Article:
Solomon: It is worth noting that we were the test for Sinclair to see if they could reach beyond the TV station business and everything that goes with the TV station business. It has worked fairly well. It’s been an amazing partnership and given Tennis Channel a life we would have never had. They were the great emancipator for us. So then, how about the RSNs? 

The most obvious thing was you have a bunch of skyscrapers in the desert from a programming standpoint. Nothing personal, but that was the strategy that Fox took, which was “we are just gonna leverage the heck out of the live rights.” And that’s not a bad strategy for Fox, but it’s not maximizing the platform. The model these days is that a broadcast network will invest in major sports, and maybe break even or lose money because their whole business and distribution is driven by it. It makes it a must-have cable right? There’s no question there. They package inventory with it, ad sales inventory, their entire schedule. It becomes the guaranteed tentpole. It’s temporal hits. So they’ll go negative on that in order to drive the rest of the network. Here you have the RSNs on a market-by-market basis but add them all up and they are a national network including YES Network (NYC) and Marquee (Chicago), which we have. It’s the other way around. We’ve got the biggest ratings in every single local market. The highest rated shows of any sort are the local rights on the RSNs and nothing else of scale. I don’t want to take away from the morning shows and stuff we are building, but if you could put something good, game-adjacent as a lead-out or lead-in to these games on a regular basis if you add all that up on a national basis, that’s the biggest network in television.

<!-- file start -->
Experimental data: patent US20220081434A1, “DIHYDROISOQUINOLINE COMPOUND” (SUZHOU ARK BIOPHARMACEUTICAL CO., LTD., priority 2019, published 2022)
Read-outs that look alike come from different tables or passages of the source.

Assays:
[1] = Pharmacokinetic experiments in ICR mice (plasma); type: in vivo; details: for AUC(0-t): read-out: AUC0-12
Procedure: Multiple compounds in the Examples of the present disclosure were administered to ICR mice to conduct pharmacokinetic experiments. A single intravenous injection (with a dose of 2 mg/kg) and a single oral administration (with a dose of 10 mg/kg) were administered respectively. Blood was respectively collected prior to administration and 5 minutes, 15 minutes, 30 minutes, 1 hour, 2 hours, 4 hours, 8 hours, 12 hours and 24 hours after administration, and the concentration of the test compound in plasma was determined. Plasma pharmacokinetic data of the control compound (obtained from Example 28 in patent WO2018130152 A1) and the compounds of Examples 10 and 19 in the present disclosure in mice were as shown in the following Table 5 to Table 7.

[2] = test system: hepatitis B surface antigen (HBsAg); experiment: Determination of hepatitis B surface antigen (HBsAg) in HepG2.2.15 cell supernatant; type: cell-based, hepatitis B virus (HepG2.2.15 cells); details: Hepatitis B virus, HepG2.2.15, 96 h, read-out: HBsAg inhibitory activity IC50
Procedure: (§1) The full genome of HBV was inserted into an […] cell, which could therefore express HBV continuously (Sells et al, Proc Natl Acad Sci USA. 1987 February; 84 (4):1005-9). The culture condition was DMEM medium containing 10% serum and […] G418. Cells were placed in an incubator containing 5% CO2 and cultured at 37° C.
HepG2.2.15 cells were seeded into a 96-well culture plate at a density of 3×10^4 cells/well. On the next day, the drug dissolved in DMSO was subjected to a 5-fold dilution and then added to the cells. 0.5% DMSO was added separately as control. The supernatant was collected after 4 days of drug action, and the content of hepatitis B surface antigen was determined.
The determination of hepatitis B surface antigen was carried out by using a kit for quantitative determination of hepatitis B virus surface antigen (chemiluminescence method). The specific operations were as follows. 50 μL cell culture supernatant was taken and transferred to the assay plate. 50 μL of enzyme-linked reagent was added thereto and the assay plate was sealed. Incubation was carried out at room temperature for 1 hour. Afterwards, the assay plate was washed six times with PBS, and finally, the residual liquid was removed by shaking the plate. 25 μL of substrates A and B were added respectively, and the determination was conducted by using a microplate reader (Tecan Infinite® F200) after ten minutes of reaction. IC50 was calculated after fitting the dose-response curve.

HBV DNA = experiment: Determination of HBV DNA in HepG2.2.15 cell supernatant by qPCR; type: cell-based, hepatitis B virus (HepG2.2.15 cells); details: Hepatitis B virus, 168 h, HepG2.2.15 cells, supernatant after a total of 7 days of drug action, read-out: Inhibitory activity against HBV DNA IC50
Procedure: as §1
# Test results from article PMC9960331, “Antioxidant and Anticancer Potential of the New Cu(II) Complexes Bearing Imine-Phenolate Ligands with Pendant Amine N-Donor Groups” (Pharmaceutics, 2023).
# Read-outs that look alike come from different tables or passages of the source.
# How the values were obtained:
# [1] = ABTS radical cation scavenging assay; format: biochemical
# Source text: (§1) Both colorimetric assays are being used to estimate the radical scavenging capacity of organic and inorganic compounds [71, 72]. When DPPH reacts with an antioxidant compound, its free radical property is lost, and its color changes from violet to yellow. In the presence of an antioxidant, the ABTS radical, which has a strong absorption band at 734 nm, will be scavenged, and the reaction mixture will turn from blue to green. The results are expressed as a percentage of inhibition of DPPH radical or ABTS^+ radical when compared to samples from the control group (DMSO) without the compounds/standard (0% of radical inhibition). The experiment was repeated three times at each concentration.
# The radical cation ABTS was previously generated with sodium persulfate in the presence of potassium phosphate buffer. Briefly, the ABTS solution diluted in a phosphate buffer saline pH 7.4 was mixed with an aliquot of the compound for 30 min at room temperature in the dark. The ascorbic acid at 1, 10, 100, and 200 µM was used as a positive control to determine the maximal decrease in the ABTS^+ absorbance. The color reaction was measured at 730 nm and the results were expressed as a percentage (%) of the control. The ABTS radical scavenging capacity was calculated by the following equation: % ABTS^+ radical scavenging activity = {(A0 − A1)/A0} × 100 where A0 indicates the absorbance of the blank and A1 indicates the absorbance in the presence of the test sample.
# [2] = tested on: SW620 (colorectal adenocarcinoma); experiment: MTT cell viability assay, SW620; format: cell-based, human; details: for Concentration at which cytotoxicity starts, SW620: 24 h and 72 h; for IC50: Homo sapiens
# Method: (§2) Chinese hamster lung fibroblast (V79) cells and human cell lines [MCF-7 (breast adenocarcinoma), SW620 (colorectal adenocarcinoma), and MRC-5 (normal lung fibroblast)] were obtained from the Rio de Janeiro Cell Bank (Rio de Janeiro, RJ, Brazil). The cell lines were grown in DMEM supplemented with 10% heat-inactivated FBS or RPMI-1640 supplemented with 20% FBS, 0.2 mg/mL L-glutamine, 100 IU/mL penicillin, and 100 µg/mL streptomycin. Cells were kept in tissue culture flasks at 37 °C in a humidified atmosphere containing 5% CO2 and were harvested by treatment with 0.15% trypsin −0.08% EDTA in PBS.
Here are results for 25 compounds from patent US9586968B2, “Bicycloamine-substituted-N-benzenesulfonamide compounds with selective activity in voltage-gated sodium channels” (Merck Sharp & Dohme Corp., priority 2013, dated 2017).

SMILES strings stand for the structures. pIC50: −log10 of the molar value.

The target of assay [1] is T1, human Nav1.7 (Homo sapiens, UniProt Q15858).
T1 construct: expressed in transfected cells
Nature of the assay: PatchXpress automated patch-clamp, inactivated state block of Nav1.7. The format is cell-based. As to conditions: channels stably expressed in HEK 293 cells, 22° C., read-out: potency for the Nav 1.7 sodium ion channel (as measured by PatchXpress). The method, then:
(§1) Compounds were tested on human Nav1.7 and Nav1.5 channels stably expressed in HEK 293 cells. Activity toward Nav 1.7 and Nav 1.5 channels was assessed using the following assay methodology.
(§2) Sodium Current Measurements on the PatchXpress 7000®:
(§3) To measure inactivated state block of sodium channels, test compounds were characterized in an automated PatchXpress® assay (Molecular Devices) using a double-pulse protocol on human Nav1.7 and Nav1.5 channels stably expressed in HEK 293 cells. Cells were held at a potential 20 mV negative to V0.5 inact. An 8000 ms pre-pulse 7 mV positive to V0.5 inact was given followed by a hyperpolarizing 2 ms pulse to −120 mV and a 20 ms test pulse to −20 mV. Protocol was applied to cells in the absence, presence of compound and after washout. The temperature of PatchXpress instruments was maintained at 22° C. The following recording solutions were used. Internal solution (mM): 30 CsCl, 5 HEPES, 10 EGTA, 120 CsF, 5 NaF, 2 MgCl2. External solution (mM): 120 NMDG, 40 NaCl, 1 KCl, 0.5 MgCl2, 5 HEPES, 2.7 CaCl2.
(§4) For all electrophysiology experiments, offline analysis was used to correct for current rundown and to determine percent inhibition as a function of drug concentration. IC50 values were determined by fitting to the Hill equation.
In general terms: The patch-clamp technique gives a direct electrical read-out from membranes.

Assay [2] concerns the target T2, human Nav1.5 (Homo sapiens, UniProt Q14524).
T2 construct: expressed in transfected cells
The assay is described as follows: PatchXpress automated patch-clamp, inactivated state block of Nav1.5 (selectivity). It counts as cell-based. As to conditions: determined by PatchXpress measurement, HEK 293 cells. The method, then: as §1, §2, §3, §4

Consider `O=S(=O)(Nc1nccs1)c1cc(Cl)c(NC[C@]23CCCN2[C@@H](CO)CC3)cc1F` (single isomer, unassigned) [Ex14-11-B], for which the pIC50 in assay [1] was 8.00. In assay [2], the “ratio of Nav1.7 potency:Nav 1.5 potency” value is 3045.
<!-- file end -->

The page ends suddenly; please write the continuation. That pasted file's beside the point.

AA: As you mentioned earlier, most sports documentaries are largely coming from the streamers or if they are coming from ESPN and the like, they’re made with populating the streamers in mind. So, what is the plan afterwards for RIVALS?

Solomon: Creatively, (RIVALS) hit the mark, we are very satisfied. We will continue to do things differently. The goal was if you saw this on any of these other platforms, you wouldn’t confuse it with something made by someone else. And that’s the beginning of a brand. In terms of distribution, we will definitely have direct-to-consumer distribution in the Sinclair universe. If this is going forward presumably, a longer-term streaming partner.